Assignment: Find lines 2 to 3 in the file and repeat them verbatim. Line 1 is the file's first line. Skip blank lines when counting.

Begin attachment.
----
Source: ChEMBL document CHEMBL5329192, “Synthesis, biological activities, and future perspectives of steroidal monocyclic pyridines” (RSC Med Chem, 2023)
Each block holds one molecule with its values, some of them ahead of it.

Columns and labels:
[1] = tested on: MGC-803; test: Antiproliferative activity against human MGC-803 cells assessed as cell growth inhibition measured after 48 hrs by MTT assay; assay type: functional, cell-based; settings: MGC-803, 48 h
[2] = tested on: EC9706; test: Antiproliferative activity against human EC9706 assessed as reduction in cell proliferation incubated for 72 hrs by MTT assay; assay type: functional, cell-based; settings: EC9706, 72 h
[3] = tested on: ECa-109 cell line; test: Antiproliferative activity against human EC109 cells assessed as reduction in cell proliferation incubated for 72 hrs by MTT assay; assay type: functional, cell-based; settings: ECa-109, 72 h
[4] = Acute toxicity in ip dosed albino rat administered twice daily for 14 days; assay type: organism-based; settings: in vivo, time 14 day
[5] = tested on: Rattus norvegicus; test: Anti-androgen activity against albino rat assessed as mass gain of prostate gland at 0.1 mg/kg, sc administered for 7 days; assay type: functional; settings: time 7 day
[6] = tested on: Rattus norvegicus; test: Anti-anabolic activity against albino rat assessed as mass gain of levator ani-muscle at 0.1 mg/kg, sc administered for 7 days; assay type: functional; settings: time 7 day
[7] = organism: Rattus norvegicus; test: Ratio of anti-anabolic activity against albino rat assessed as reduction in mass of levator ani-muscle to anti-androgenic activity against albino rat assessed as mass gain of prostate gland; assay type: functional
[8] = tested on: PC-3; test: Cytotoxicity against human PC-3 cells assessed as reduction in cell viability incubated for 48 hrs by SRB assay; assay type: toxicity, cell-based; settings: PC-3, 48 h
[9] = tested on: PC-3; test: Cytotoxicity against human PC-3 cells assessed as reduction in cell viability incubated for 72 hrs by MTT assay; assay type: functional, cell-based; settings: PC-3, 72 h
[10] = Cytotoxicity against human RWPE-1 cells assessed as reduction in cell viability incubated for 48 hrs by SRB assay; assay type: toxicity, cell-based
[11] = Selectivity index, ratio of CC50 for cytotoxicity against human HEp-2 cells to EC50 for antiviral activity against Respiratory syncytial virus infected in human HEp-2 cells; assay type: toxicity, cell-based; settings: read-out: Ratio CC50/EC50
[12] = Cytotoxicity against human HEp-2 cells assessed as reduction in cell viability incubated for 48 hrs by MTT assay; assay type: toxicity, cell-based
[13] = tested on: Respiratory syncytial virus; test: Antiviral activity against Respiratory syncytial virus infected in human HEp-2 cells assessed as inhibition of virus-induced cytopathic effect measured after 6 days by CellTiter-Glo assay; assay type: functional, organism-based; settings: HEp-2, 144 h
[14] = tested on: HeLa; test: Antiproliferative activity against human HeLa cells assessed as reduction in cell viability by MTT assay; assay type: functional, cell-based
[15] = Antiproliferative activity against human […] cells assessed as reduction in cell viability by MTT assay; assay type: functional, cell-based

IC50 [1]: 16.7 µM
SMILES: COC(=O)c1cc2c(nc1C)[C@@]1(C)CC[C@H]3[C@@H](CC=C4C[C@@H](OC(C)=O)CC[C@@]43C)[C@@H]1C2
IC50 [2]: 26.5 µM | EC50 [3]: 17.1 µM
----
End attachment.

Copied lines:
Each block holds one molecule with its values, some of them ahead of it.

Columns and labels: